Today we started our Zoo-niversity camp. It's for highschool students (9th -12th grade) who want to see what its like to be a zoo keeper. They get to work side by side the keepers cleaning exhibits, spend some time with the vet, our registrar, the commisary, and all other aspects of the zoo. This is the first time the zoo has done it and it seems to be going very well so far.

I've also been able to shadow different departments in the zoo, like the birds and reptile department, mammals 2 and mammals 1. The mammals 1 department is by far my favorite department. Shadowing this department and having my experience in the education department has really showed me that I do not want a career in education. There's just way too much down time. I can't sit around and do nothing for days at a time. Yes we create lesson plans and cut out tons of paper and foam crafts ( I might have carpel tunnel by the time this internship is over, hahaha), but that doesn't take much time at all. I would love to work in a zoo setting with hoofstock (especially giraffe, kudu, and zebra) as well as rhino and elephants. Here at the Caldwell Zoo we have training shows and meet the keepers, and that is the perfect amount of education for me. I can't see myself as a Zoo Teacher.. the kids are absolutely amazing and very suprising, but not for me.

But that's the point of an internship, it helps you realize what you truly want to do..

*~Jess Curtis~*

Wildlife Care&Education Club-Vice President
Sugar Makers-Treasurer

"I've always felt that animals are the purest spirits in the world. They don't fake or hide their feelings, and they are the most loyal creatures on Earth. And somehow we humans think we're smarter—what a joke."- Pink

Monday, July 14, 2008

Getting better every day

So the summer is almost over and a part of me doesn't want it to be. I am loving the work I do at my internship. I am getting way more hands on here that at TRT. In the past couple of weeks i've administered drugs to sick crows, held Ospreys as their wounds get treated, wrapped wings on several song birds, and fed nestling and fledgeling American Kestrals. Things are going great and I am loving it!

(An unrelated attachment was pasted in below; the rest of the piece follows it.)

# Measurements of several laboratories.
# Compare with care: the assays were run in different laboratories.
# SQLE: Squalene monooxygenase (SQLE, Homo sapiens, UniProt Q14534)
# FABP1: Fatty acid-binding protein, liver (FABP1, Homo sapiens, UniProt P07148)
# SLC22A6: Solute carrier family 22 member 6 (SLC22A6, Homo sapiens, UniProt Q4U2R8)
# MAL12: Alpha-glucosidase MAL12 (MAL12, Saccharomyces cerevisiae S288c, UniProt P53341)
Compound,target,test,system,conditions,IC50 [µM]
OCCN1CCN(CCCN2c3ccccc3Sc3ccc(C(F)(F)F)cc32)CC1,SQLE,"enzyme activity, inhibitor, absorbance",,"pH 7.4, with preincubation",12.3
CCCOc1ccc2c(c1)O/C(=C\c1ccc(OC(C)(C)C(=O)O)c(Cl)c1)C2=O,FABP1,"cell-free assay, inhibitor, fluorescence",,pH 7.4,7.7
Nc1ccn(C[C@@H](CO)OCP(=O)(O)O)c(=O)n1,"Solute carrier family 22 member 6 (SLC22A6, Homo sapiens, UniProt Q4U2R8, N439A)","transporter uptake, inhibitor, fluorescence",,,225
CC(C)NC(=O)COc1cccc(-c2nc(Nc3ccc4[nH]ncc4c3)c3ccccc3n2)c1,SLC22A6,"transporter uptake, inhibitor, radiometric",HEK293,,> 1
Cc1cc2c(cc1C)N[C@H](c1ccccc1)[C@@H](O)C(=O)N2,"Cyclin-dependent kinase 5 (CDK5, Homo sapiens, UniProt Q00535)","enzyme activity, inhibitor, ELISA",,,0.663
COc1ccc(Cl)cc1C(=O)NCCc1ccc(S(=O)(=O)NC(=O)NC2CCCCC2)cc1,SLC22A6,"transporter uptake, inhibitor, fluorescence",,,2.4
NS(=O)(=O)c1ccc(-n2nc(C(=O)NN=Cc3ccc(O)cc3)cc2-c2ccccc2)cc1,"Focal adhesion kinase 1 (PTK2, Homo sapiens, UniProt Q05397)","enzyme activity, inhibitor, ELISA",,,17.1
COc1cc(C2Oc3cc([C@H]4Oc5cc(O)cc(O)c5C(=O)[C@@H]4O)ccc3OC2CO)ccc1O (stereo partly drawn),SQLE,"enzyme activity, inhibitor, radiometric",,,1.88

We had some exciting goings on this week. Louis Bevier who is doing research on the current existance of the Ivory Billed Woodpecker came down. From the evidence, the infamous Luaneu video sugguests that the Ivory Billed Woodpecker is not extinct and that atleast one survivor is still out there. What Louis believes is that the video shows a Pileated Woodpecker and not an Ivory Billed. So we had three Pileateds that were going to be release, he came down for the day and filmed them being released so he could use it as research for the debate. It was cool! Personally I think its a Pileated but what do I know?

Well I dont have much to say at the moment but I'm sure i'm forgetting somthing.
Hope everyones summer is going well!


Today was pretty awesome. I didn’t have to clean the mammals or the bird cages in the morning since we had a lot of people helping and it made things run very smoothly. So, while they were cleaning pens, I was dong the dishes and was able to get the water all ready to go back to the animals. But before we give them back their water we have to spray down the floors and squeegee all the water into the drains put at strategic locations around the building. Again, this job was completed with ease and didn’t take long at all.
Then Victoria and I worked on diets and were given the job of putting a mixture of mulch, sand, and dirt into a new tub for the Gopher Tortoise. Apparently, the old tub had a huge rust hole on the bottom… I’m not really sure how the dirt stayed in it. It was pretty fun and we actually got into the tub and mixed everything together with our feet… like grapes and wine in a tiny village in Rome.
Lunch was good… I got an ‘Icee’… we do not have such entities in Maine… It was almost as if it were flavored ice like a Slush Puppy, but then it was almost carbonated feeling. Strange… good.